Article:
All it is is a disgusting display of people’s primitive lust for vengeance, and it makes me sick to my stomach.
Seriously. It’s been a few thousand years since we thought that tit-for-tat made for actual justice. One should think that now that we’ve been to the moon, we might have left this preposterous primitivism behind and developed more sophisticated ways of dealing with wrongdoings.

“Osama plotted the killing of a few thousand americans, let’s kill him 3000 times to get even…” What a load brainless shit. Again, what has been accomplished here? Terrorism is just a symptom, not the disease. The diseases that cause it are called “poverty”, “bad government” and “desperation”… Those are the problems that need to be dealt with. The only way to win the “war on terrorism” (oh how fucking ridiculous that term is!!!) is by eleminating the need for it: By improving the living conditions of the people within the “rogue states”, by tracking down the sources that furnish organizations like Al Quaida with money and weaponry, by helping the people to establish a fair and stable government. Only desperate people support fundamentalists – Terrorist would not find much support among a nation of educated and well-fed citizens.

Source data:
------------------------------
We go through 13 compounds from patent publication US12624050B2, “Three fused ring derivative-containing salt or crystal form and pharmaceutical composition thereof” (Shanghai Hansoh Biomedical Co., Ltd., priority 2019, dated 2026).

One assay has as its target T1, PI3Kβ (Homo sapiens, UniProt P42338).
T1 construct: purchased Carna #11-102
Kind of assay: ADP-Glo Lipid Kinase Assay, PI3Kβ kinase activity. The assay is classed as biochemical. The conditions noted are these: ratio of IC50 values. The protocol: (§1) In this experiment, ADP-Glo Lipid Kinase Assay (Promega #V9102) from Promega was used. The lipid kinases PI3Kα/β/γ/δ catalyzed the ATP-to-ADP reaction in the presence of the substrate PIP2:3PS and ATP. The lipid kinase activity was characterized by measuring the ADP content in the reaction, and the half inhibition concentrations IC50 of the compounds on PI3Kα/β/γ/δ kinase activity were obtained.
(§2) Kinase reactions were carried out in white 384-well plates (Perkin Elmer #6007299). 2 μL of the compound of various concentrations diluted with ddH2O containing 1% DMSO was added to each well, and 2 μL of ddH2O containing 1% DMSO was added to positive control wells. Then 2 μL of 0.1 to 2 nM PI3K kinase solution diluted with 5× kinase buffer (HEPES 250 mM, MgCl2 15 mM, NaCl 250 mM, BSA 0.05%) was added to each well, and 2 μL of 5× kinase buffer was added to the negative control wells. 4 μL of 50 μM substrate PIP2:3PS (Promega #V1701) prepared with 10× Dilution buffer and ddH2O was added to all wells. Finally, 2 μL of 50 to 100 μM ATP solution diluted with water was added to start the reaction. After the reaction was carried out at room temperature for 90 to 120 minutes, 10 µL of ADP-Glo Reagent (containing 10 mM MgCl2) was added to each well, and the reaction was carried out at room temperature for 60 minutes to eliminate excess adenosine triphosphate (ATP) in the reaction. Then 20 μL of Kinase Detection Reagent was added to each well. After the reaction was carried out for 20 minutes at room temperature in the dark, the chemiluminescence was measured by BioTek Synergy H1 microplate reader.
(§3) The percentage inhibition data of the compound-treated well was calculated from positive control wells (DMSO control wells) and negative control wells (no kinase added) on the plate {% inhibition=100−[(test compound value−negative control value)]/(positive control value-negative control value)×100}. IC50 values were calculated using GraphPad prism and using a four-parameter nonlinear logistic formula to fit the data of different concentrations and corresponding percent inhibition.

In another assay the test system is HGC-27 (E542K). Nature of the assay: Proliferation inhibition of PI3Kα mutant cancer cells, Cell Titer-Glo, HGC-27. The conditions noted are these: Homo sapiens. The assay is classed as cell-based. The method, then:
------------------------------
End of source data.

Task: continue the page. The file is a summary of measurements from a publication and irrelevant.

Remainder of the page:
I realize how high those goals are, but please don’t tell me that there is no way of accomplishing them given the incredible amount of money and resources that we choose to spent on expensive toys for our generals to play with instead.

Written by Phil

May 3, 2011 at 00:28